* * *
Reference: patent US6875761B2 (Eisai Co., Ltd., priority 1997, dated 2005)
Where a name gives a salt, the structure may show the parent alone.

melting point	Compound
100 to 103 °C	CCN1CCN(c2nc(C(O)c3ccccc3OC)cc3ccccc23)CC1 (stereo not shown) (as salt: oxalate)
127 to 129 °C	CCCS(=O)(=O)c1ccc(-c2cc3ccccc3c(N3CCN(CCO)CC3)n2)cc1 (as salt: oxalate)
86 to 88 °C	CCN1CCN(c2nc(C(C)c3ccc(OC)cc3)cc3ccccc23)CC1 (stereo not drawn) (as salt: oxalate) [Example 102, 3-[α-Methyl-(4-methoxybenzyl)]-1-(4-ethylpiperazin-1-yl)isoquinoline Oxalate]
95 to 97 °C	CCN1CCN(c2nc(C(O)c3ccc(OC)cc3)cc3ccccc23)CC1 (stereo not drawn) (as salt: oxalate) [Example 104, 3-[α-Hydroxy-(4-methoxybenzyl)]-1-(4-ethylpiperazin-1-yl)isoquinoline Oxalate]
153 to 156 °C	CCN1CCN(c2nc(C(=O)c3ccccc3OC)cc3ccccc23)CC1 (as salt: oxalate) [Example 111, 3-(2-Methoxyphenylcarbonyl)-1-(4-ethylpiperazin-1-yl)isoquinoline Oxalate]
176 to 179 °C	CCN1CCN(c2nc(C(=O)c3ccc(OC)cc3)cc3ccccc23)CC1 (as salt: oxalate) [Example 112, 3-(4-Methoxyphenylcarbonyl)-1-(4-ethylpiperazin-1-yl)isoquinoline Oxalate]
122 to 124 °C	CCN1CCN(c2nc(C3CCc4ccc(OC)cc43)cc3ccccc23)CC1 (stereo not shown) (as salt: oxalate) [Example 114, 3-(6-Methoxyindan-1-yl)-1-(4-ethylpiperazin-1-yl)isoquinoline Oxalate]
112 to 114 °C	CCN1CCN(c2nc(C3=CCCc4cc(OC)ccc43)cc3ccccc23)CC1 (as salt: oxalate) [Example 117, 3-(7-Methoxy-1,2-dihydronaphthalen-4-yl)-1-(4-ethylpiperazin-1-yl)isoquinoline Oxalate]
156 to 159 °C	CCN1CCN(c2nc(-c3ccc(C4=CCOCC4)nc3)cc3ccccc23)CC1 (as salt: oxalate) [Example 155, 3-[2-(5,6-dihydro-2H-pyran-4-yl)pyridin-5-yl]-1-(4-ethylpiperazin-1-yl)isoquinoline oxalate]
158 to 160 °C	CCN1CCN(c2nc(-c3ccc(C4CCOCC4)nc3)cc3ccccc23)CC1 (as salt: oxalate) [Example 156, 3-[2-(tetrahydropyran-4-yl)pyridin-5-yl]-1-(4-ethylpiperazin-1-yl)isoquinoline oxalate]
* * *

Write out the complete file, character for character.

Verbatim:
Reference: patent US6875761B2 (Eisai Co., Ltd., priority 1997, dated 2005)
Where a name gives a salt, the structure may show the parent alone.

melting point	Compound
100 to 103 °C	CCN1CCN(c2nc(C(O)c3ccccc3OC)cc3ccccc23)CC1 (stereo not shown) (as salt: oxalate)
127 to 129 °C	CCCS(=O)(=O)c1ccc(-c2cc3ccccc3c(N3CCN(CCO)CC3)n2)cc1 (as salt: oxalate)
86 to 88 °C	CCN1CCN(c2nc(C(C)c3ccc(OC)cc3)cc3ccccc23)CC1 (stereo not drawn) (as salt: oxalate) [Example 102, 3-[α-Methyl-(4-methoxybenzyl)]-1-(4-ethylpiperazin-1-yl)isoquinoline Oxalate]
95 to 97 °C	CCN1CCN(c2nc(C(O)c3ccc(OC)cc3)cc3ccccc23)CC1 (stereo not drawn) (as salt: oxalate) [Example 104, 3-[α-Hydroxy-(4-methoxybenzyl)]-1-(4-ethylpiperazin-1-yl)isoquinoline Oxalate]
153 to 156 °C	CCN1CCN(c2nc(C(=O)c3ccccc3OC)cc3ccccc23)CC1 (as salt: oxalate) [Example 111, 3-(2-Methoxyphenylcarbonyl)-1-(4-ethylpiperazin-1-yl)isoquinoline Oxalate]
176 to 179 °C	CCN1CCN(c2nc(C(=O)c3ccc(OC)cc3)cc3ccccc23)CC1 (as salt: oxalate) [Example 112, 3-(4-Methoxyphenylcarbonyl)-1-(4-ethylpiperazin-1-yl)isoquinoline Oxalate]
122 to 124 °C	CCN1CCN(c2nc(C3CCc4ccc(OC)cc43)cc3ccccc23)CC1 (stereo not shown) (as salt: oxalate) [Example 114, 3-(6-Methoxyindan-1-yl)-1-(4-ethylpiperazin-1-yl)isoquinoline Oxalate]
112 to 114 °C	CCN1CCN(c2nc(C3=CCCc4cc(OC)ccc43)cc3ccccc23)CC1 (as salt: oxalate) [Example 117, 3-(7-Methoxy-1,2-dihydronaphthalen-4-yl)-1-(4-ethylpiperazin-1-yl)isoquinoline Oxalate]
156 to 159 °C	CCN1CCN(c2nc(-c3ccc(C4=CCOCC4)nc3)cc3ccccc23)CC1 (as salt: oxalate) [Example 155, 3-[2-(5,6-dihydro-2H-pyran-4-yl)pyridin-5-yl]-1-(4-ethylpiperazin-1-yl)isoquinoline oxalate]
158 to 160 °C	CCN1CCN(c2nc(-c3ccc(C4CCOCC4)nc3)cc3ccccc23)CC1 (as salt: oxalate) [Example 156, 3-[2-(tetrahydropyran-4-yl)pyridin-5-yl]-1-(4-ethylpiperazin-1-yl)isoquinoline oxalate]